By now, the woes of plastic are common knowledge: it’s wasteful, hard to recycle, and can harm the environment in myriad ways. Much like combustion-engine vehicles, plastic use is often a target for change, since it’s so prevalent in our everyday lives. More recently, the conversation has included an even more problematic component to this pervasive material: microplastics.   

What are microplastics? 

Though the meaning is in the name – small, even microscopic particles of plastic – there are actually two different components. First, there are the plastics created intentionally small, such as the so-called “microbeads” used for exfoliation in some toothpastes or facial cleansers. There’s been a lot of buzz around these particles specifically, since they wash easily down the drain, end up in our waterways, and are difficult to capture or track.  

The second aspect of microplastic refers to pieces that break down or shed from a larger plastic product – think of twist-ties on loaves of bread, or bits of a plastic bag ripped in the recycling process. When we drive, microplastic particles from tires are even shed into the atmosphere, most of them too small to see with the naked eye. 

Layers of harm 

We already know that plastic is difficult to reuse and recycle, and even products that are technically recyclable are often not, due to lack of proper infrastructure. Thus, microplastics pose even more of a challenge, since in most cases, we can’t even capture them to dispose of, let alone reuse or recycle. They flow easily into our water, are carried by the wind into our natural environments, or – even more concerning – end up in our bodies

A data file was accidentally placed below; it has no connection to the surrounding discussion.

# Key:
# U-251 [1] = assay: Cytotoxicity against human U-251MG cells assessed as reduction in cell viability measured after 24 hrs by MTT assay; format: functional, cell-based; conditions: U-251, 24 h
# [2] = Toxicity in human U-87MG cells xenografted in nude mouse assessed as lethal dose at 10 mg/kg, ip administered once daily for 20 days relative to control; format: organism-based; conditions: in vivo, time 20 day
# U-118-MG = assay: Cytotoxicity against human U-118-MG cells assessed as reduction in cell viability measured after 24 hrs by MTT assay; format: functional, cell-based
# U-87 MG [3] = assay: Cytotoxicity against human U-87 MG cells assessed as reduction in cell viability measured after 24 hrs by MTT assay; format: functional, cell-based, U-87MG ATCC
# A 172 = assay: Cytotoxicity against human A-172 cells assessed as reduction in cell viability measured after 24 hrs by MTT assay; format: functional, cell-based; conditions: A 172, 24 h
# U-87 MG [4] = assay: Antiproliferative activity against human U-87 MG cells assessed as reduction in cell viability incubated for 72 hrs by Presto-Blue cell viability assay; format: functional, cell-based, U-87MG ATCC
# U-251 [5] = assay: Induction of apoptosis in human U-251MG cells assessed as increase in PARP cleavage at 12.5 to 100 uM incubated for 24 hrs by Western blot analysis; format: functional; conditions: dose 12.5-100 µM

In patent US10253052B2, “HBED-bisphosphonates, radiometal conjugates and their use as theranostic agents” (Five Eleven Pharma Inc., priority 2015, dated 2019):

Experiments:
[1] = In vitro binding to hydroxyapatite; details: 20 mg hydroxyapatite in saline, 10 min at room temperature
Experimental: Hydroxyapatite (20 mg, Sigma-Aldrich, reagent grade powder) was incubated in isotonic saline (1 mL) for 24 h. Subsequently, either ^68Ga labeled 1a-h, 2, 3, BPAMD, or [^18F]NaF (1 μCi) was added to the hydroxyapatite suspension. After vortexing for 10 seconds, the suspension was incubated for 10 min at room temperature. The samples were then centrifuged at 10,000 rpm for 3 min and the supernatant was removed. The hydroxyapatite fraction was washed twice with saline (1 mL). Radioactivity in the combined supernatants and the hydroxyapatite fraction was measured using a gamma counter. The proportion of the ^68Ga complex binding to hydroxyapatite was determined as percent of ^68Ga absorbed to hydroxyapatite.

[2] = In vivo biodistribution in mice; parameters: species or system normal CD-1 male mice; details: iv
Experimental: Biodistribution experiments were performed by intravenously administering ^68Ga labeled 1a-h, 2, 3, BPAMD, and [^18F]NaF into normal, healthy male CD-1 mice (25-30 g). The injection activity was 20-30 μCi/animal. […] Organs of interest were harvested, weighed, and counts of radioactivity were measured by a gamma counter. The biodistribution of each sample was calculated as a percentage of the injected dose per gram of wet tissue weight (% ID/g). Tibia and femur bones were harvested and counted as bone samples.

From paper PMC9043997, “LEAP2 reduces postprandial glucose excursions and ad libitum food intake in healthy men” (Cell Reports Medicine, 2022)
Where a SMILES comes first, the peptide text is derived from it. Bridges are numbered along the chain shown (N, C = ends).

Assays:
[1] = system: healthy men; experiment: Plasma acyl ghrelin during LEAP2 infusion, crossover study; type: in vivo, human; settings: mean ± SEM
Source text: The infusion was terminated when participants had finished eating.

This happens in a variety of ways, from things like eating out of a plastic container, using plastic kettles and baby bottles, or even just inhaling microscopic particles that float through the air. Though it makes sense that these tiny particles can end up being ingested, what’s concerning is that we don’t have enough long-term research about the impact it has on humans and animals (many species, such as fish, have been found with microplastics in their system). There is some evidence that compounds used in plastic and microplastics can be disruptive to the endocrine system (which regulates our hormones), but as far as ongoing exposure to microplastics, there’s still a lot we don’t know. 

What can we do? 

Since microplastics are hard to track, let alone study, the situation can look pretty bleak. But if anything, this should be even more motivation to stop using and producing so much plastic, and in turn, stop generating microplastics. That means not only making the shift in our daily lives away from plastic products, but continuing to demand better from producers and those in power. There’s also the need for more information, which can help us determine the impact microplastics are having; California recently introduced legislation that helps measure microplastics in the ocean. 

In terms of technological advancement, there’s the case to be made for biodegradable plastic, a frontier that many companies are throwing resources behind. However, it’s crucial that global standards are developed for the compostability of these plastics (some of which has been developed in the U.K.), to ensure these claims are not greenwashed.  

Our plastic problem is massive, and microplastics have an outsized impact – it’s important that they’re not left out of the conversation and efforts for change.